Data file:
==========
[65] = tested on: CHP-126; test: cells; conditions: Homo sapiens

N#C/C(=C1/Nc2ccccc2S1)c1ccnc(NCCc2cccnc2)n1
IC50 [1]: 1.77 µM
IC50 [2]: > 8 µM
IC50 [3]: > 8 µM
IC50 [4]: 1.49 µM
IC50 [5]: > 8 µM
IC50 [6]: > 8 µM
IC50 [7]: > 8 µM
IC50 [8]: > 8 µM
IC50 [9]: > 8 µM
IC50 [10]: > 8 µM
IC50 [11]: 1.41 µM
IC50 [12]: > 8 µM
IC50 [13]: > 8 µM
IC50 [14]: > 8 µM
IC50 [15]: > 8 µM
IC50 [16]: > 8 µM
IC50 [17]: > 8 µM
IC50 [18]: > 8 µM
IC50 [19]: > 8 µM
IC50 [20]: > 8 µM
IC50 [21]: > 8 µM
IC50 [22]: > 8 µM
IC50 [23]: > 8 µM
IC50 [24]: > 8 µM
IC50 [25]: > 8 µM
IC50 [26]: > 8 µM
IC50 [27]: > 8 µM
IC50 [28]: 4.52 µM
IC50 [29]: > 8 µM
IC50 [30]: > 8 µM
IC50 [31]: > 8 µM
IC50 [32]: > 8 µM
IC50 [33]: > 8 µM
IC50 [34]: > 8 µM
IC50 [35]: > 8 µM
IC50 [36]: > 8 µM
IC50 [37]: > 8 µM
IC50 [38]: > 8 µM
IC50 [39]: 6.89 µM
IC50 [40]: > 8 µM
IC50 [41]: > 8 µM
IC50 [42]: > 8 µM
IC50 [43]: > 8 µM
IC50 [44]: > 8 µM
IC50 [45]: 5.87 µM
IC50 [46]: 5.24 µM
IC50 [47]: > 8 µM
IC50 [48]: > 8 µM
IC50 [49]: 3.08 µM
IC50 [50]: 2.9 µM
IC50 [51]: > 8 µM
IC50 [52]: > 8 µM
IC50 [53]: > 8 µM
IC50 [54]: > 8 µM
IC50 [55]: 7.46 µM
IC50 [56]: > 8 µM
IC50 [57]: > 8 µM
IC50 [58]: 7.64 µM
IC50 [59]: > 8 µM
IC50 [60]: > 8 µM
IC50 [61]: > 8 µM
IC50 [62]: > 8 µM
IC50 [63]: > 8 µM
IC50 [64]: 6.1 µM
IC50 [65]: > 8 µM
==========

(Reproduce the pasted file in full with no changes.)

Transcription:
[65] = tested on: CHP-126; test: cells; conditions: Homo sapiens

N#C/C(=C1/Nc2ccccc2S1)c1ccnc(NCCc2cccnc2)n1
IC50 [1]: 1.77 µM
IC50 [2]: > 8 µM
IC50 [3]: > 8 µM
IC50 [4]: 1.49 µM
IC50 [5]: > 8 µM
IC50 [6]: > 8 µM
IC50 [7]: > 8 µM
IC50 [8]: > 8 µM
IC50 [9]: > 8 µM
IC50 [10]: > 8 µM
IC50 [11]: 1.41 µM
IC50 [12]: > 8 µM
IC50 [13]: > 8 µM
IC50 [14]: > 8 µM
IC50 [15]: > 8 µM
IC50 [16]: > 8 µM
IC50 [17]: > 8 µM
IC50 [18]: > 8 µM
IC50 [19]: > 8 µM
IC50 [20]: > 8 µM
IC50 [21]: > 8 µM
IC50 [22]: > 8 µM
IC50 [23]: > 8 µM
IC50 [24]: > 8 µM
IC50 [25]: > 8 µM
IC50 [26]: > 8 µM
IC50 [27]: > 8 µM
IC50 [28]: 4.52 µM
IC50 [29]: > 8 µM
IC50 [30]: > 8 µM
IC50 [31]: > 8 µM
IC50 [32]: > 8 µM
IC50 [33]: > 8 µM
IC50 [34]: > 8 µM
IC50 [35]: > 8 µM
IC50 [36]: > 8 µM
IC50 [37]: > 8 µM
IC50 [38]: > 8 µM
IC50 [39]: 6.89 µM
IC50 [40]: > 8 µM
IC50 [41]: > 8 µM
IC50 [42]: > 8 µM
IC50 [43]: > 8 µM
IC50 [44]: > 8 µM
IC50 [45]: 5.87 µM
IC50 [46]: 5.24 µM
IC50 [47]: > 8 µM
IC50 [48]: > 8 µM
IC50 [49]: 3.08 µM
IC50 [50]: 2.9 µM
IC50 [51]: > 8 µM
IC50 [52]: > 8 µM
IC50 [53]: > 8 µM
IC50 [54]: > 8 µM
IC50 [55]: 7.46 µM
IC50 [56]: > 8 µM
IC50 [57]: > 8 µM
IC50 [58]: 7.64 µM
IC50 [59]: > 8 µM
IC50 [60]: > 8 µM
IC50 [61]: > 8 µM
IC50 [62]: > 8 µM
IC50 [63]: > 8 µM
IC50 [64]: 6.1 µM
IC50 [65]: > 8 µM